06 December 2011

Oops!

By Dale C. Andrews (with a lot of help from Kurt Sercu)

3. 11/22/63 (Scribner, $35)
By Stephen King.   A modest English professor is offered the chance to change history — by preventing the JFK assassination.
Washington Post, description of the number 3 book on the bestseller list, December 4, 2011

*    *    *    *


Add to that sense of ho-humness the fact that the secret in question turns out to be rather murky, and many readers will be left wondering exactly what is “the most dangerous thing” referred to in the title. (Beats me.) 
 Quoted from Maureen Corrigan’s review of Laura Lippman’s “The Most Dangerous Thing,” Washington Post, October 9, 2011

     What do these two quotes from the Washington Post have in common other than referring to two recently published bestsellers?  At least one other thing:  they each contain errors unpardonably obvious to anyone who has actually read Stephen King’s 11/22/63 or Laura Lippman’s The Most Dangerous Thing.  In King’s book the protagonist is a high school English teacher, not a college professor.  And no reader who actually finishes Laura Lippman’s latest novel The Most Dangerous Thing (which I liked a lot) could have the smallest doubt as to what the most dangerous thing is.  That question (and the title) is explicitly explained, for anyone who hasn’t already figured it out, in the last sentence of the book.  (You know me, no spoilers – just telling you where you can find it, not what it is!)

    I am pretty unforgiving about errors such as those discussed above.  I mean, all the journalist assembling the list of bestsellers for the Washington Post had to do was write one correct sentence about 11/22/63.  And all Ms. Corrigan had to do was to actually read the book that she was reviewing, start to finish.  One can be more forgiving, however, when it is Mr. King or Ms. Lippman who get something wrong, or seemingly wrong, during the course of their novels.  These, after all, are not factual reviews, they are works fiction, and they come to us with the established leniency of poetic license.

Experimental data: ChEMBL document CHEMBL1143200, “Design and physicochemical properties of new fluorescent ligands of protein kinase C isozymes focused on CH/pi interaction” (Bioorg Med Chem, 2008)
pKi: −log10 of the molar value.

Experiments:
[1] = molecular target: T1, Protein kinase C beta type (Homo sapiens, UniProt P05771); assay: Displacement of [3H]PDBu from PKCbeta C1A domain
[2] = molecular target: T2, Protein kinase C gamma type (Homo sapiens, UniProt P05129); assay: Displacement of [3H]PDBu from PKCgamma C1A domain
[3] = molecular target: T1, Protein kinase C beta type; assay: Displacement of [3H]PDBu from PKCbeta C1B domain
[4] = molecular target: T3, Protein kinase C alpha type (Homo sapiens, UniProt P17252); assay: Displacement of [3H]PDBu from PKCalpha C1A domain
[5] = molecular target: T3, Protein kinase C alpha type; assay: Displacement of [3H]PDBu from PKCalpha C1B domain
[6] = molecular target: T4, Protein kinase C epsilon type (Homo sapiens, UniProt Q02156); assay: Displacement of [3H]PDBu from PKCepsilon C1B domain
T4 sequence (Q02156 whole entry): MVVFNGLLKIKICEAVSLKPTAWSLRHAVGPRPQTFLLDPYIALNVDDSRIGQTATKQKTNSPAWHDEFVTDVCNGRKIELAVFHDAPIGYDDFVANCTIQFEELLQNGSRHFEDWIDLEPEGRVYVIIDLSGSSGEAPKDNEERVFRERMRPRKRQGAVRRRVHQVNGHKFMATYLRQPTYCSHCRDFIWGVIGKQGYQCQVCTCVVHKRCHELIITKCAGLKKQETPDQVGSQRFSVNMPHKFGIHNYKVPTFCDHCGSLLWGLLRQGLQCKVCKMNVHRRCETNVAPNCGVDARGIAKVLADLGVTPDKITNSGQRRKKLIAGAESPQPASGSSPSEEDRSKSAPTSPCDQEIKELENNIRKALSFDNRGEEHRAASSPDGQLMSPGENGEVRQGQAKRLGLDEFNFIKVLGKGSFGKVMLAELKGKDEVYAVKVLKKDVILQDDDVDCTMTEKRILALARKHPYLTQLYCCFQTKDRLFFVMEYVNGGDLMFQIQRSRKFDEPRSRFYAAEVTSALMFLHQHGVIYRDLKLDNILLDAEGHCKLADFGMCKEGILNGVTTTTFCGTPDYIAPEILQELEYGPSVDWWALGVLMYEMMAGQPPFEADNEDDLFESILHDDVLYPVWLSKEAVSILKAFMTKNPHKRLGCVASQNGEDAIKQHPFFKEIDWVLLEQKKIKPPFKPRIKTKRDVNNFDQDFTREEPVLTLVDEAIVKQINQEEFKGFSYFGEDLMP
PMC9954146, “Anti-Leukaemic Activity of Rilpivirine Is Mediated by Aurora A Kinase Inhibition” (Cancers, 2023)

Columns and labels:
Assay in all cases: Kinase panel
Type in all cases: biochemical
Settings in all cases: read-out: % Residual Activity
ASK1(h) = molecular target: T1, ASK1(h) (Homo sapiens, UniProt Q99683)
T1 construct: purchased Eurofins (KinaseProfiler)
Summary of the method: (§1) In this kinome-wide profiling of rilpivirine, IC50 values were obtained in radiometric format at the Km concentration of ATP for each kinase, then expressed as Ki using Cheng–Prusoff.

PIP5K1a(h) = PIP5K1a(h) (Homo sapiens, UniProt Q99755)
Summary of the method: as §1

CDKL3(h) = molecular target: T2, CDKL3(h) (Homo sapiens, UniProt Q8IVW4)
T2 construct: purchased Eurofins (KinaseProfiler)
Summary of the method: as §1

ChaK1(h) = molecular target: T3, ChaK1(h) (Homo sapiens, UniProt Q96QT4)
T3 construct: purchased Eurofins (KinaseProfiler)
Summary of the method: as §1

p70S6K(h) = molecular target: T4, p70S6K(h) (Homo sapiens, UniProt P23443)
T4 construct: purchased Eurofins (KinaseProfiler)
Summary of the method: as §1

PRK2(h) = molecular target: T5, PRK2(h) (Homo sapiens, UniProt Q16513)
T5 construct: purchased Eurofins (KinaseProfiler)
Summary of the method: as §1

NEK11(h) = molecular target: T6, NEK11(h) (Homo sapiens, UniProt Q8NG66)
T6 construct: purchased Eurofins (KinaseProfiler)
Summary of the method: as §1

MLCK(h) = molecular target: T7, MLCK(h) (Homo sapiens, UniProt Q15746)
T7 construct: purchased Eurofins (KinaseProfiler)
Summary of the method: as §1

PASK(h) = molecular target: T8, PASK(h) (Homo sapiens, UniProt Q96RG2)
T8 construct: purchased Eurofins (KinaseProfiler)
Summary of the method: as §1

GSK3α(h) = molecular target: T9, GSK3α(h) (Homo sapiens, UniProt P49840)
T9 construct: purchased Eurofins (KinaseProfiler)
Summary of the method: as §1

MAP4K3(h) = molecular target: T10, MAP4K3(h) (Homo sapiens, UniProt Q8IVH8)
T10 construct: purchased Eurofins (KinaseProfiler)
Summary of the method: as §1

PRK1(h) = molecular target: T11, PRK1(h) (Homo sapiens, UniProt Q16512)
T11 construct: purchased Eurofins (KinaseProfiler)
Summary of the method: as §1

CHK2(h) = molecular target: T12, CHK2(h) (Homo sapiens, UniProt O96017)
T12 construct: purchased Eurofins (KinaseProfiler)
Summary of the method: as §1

One of the funny things about such seeming mistakes, therefore, is that sometimes they are not errors at all.  Laura Lippman, for example, in an afterward, discusses the liberties she has taken with the real-life town of Dickeyville, Maryland in The Most Dangerous Thing.  And Stephen King is famous for dropping snippets of information into his works that could be historical errors but that could also be references to other King works, usually clues hearkening back to his seven (soon to be eight) volume Gunslinger series.   Notwithstanding this, however, Stephen King can be a bit defensive when it comes to defending his own research. 

    In The Colorado Kid (which, as noted in a previous column, is not my favorite work by King) there is a reference to a Starbucks coffee shop in Denver, Colorado in 1980.  When a USA Today review of the book mentioned that there in fact were no Starbuck stores in 1980 Denver, Mr. King bristled, and posted the following retort on his website:  "The review of  The Colorado Kid in [the October 7, 2005] issue of . . . USA Today  mentions that there was no Starbucks in Denver in 1980. Don’t assume that’s a mistake on my part. The constant readers of the Dark Tower series may realize that is not necessarily a continuity error, but a clue.”